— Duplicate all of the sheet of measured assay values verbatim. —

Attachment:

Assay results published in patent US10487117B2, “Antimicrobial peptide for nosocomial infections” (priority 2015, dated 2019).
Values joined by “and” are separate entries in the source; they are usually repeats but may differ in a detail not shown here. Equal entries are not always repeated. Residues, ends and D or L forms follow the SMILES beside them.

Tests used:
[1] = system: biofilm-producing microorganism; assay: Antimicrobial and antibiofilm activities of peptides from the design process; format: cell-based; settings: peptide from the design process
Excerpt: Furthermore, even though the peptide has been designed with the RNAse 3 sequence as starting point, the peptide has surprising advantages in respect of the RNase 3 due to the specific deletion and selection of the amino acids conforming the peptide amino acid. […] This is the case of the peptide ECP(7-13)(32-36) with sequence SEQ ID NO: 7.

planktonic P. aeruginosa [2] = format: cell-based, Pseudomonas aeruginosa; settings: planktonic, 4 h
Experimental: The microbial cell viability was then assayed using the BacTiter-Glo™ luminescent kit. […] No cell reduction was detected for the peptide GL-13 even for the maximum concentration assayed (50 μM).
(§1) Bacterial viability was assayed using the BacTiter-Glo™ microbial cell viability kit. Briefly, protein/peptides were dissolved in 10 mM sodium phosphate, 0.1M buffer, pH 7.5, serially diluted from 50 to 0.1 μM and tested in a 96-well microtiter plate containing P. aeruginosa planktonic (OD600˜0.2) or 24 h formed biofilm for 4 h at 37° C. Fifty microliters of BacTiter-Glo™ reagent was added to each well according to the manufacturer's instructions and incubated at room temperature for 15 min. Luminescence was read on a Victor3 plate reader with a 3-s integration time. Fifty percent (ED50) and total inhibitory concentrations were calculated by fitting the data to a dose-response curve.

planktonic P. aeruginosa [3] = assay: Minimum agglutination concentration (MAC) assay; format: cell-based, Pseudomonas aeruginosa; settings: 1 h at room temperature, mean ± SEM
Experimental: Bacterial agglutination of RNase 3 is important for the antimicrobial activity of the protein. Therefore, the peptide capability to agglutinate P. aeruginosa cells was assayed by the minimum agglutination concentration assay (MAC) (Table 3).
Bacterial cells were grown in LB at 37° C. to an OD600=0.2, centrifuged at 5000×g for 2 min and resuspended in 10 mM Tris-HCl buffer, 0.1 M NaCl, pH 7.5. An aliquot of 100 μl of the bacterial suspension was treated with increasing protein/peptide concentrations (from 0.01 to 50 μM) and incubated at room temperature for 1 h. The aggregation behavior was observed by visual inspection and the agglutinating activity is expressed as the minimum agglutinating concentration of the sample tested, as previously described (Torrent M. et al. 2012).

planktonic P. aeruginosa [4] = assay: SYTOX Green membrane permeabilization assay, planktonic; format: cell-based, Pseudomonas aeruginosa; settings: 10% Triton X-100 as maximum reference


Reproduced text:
Assay results published in patent US10487117B2, “Antimicrobial peptide for nosocomial infections” (priority 2015, dated 2019).
Values joined by “and” are separate entries in the source; they are usually repeats but may differ in a detail not shown here. Equal entries are not always repeated. Residues, ends and D or L forms follow the SMILES beside them.

Tests used:
[1] = system: biofilm-producing microorganism; assay: Antimicrobial and antibiofilm activities of peptides from the design process; format: cell-based; settings: peptide from the design process
Excerpt: Furthermore, even though the peptide has been designed with the RNAse 3 sequence as starting point, the peptide has surprising advantages in respect of the RNase 3 due to the specific deletion and selection of the amino acids conforming the peptide amino acid. […] This is the case of the peptide ECP(7-13)(32-36) with sequence SEQ ID NO: 7.

planktonic P. aeruginosa [2] = format: cell-based, Pseudomonas aeruginosa; settings: planktonic, 4 h
Experimental: The microbial cell viability was then assayed using the BacTiter-Glo™ luminescent kit. […] No cell reduction was detected for the peptide GL-13 even for the maximum concentration assayed (50 μM).
(§1) Bacterial viability was assayed using the BacTiter-Glo™ microbial cell viability kit. Briefly, protein/peptides were dissolved in 10 mM sodium phosphate, 0.1M buffer, pH 7.5, serially diluted from 50 to 0.1 μM and tested in a 96-well microtiter plate containing P. aeruginosa planktonic (OD600˜0.2) or 24 h formed biofilm for 4 h at 37° C. Fifty microliters of BacTiter-Glo™ reagent was added to each well according to the manufacturer's instructions and incubated at room temperature for 15 min. Luminescence was read on a Victor3 plate reader with a 3-s integration time. Fifty percent (ED50) and total inhibitory concentrations were calculated by fitting the data to a dose-response curve.

planktonic P. aeruginosa [3] = assay: Minimum agglutination concentration (MAC) assay; format: cell-based, Pseudomonas aeruginosa; settings: 1 h at room temperature, mean ± SEM
Experimental: Bacterial agglutination of RNase 3 is important for the antimicrobial activity of the protein. Therefore, the peptide capability to agglutinate P. aeruginosa cells was assayed by the minimum agglutination concentration assay (MAC) (Table 3).
Bacterial cells were grown in LB at 37° C. to an OD600=0.2, centrifuged at 5000×g for 2 min and resuspended in 10 mM Tris-HCl buffer, 0.1 M NaCl, pH 7.5. An aliquot of 100 μl of the bacterial suspension was treated with increasing protein/peptide concentrations (from 0.01 to 50 μM) and incubated at room temperature for 1 h. The aggregation behavior was observed by visual inspection and the agglutinating activity is expressed as the minimum agglutinating concentration of the sample tested, as previously described (Torrent M. et al. 2012).

planktonic P. aeruginosa [4] = assay: SYTOX Green membrane permeabilization assay, planktonic; format: cell-based, Pseudomonas aeruginosa; settings: 10% Triton X-100 as maximum reference